What happens when Rudolph comes down with the flu and Santa’s reindeer aren’t fit to fly? In the case of musician Grant Meloy’s Smith’s debut picture book, Fly Possum Fly, you listen to your father when he says his possums, despite their poor eyesight, can guide the sleigh and save Christmas.
Smith’s high-flying, foot-stompin’ picture book began life as a song. (Readers can listen to a bluegrass version of it here and a country version here, both recorded with East Tennessee musician EmiSunshine). Smith’s wry-humored illustrations are rendered via warm watercolors, and the book closes with some possum facts for curious young readers.
Chapter 16 talked to Smith via email about the genesis of the book and the feeling of magic and wonder that Christmas can bring for children.
Chapter 16: I read you were inspired to write this song after appearing on The Tim White Bluegrass Show in East Tennessee. What in particular inspired it?
Grant Maloy Smith: Well, Tim loves possums. He did a whole album in which every song was related to them in some way. He invited me to appear on Song Of The Mountains, a PBS show that he emcees, so I wanted to thank him by writing a bluegrass song about, yes, possums. It was almost Christmas, so the next thing I knew I had written a bluegrass Christmas song about possums. Seems crazy, but that’s really what happened. He played it on his show, and it took on a life of its own.
Chapter 16: So this was a song before it was a book?
Smith: Yes, the song came first—and then the idea came to turn it into a children’s book. It’s been an ornery, near-sighted journey from song to book.
Chapter 16: Why do possums make the perfect reindeer substitutes?
Smith: It’s only logical: if you accept the postulate that Santa Claus has the magic to make reindeer fly, then you must accept the idea that he can make anything fly. Why not possums? Santa can do anything!
Chapter 16: Tell me how EmiSunshine got on board.
Smith: The original version of the song had me singing, but when the children’s book came along, we wanted to have a younger voice on the song that we would release as a single. Emi seemed like the perfect choice—an amazing young singer with strong bluegrass and country credentials. So we went to a recording studio in Nashville and recorded it together, with her singing lead and me singing the harmonies. We recently performed it together in Nashville [at the Southern Festival of Books], and it was so much fun.
Chapter 16: Tell me about creating the art.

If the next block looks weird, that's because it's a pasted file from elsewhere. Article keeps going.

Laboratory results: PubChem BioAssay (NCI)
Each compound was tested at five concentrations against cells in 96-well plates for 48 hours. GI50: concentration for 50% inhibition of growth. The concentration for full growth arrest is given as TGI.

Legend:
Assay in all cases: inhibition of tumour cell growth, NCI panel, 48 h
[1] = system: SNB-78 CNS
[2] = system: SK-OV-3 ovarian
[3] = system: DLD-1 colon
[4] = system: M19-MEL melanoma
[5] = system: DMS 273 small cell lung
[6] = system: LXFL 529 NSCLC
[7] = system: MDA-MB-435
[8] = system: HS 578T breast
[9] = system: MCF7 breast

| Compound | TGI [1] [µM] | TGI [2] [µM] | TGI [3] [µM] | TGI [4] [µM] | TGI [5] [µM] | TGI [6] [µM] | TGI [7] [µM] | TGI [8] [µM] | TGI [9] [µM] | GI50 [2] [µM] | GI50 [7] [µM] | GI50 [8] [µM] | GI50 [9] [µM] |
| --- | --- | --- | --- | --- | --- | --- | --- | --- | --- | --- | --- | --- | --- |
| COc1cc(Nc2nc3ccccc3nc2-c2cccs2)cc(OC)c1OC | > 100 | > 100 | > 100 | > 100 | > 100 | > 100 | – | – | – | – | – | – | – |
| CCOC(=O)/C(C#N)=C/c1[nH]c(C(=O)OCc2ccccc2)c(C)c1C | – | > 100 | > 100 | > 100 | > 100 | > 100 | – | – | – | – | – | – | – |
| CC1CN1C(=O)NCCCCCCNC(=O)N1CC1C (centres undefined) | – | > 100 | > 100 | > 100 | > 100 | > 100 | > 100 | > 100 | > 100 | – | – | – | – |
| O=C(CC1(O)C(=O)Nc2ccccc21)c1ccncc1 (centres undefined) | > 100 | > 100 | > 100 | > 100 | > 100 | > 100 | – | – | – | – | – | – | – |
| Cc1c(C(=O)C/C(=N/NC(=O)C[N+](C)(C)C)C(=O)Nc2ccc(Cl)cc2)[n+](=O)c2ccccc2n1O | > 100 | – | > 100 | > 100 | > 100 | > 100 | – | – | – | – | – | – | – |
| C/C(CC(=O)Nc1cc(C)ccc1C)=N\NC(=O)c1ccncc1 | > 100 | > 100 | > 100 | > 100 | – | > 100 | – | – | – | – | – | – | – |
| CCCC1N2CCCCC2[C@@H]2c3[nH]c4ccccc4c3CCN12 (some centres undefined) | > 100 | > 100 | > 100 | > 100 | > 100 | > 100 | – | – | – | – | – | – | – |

Smith: I did sketches in pencil and then used watercolor to create the backgrounds. Then I did pen and ink on top of that for the outlines and shading. I really loved doing it this way. I was going to be an artist until I was eighteen years old and even did two years of art college before music swept me away. So it was great to reconnect with my visual-arts background and make it a huge part of my music.
Chapter 16: One of the possums in this bunch has a cape. Is this superhero possum going to get his or her own story one day?
Smith: You’ll have to ask that particular possum. He may or not have grander designs, or he might be getting into your garbage can right now. It’s hard to tell. He’s nocturnal, and he doesn’t have a cell phone, so you’ll have to find him in the dark and ask him. He did sign a contract with me that lasts longer than the average lifespan of a possum. But he has an agent in Hollywood, so you never know.
Chapter 16: Tell me about your plans for sharing this book with readers. Will music be involved?
Smith: Music was the genesis of this whole thing, so it will absolutely be a part of it all the way through. The words of the book are, in fact, the lyrics to the song, so every time I present the book I will be presenting the song, too. They are joined together as closely as a possum mama and a baby on her back!
I have done a few bookstore visits and a festival, and many more are planned. In addition to the book festivals and bookstores, I will be presenting the song at schools and also children’s hospitals. I have really enjoyed seeing the reaction from the kids. It reminds me of when my own children were young, and Christmas held such magic for them. Santa is real. Reindeer are real. Rudolph is real. That’s the magic that I am so blessed to be a part of. The magic of Christmas is stronger than most regular things we have in our lives as adults, and we would be well-served to connect to it more than once every year. Children understand it. We should, too.
Julie Danielson, a former school librarian, blogs at Seven Impossible Things Before Breakfast and writes about picture books for Kirkus Reviews, BookPage, and the Horn Book. Her first book, Wild Things! Acts of Mischief in Children’s Literature, is now out in paperback.
Tagged: Children & YA, Q&A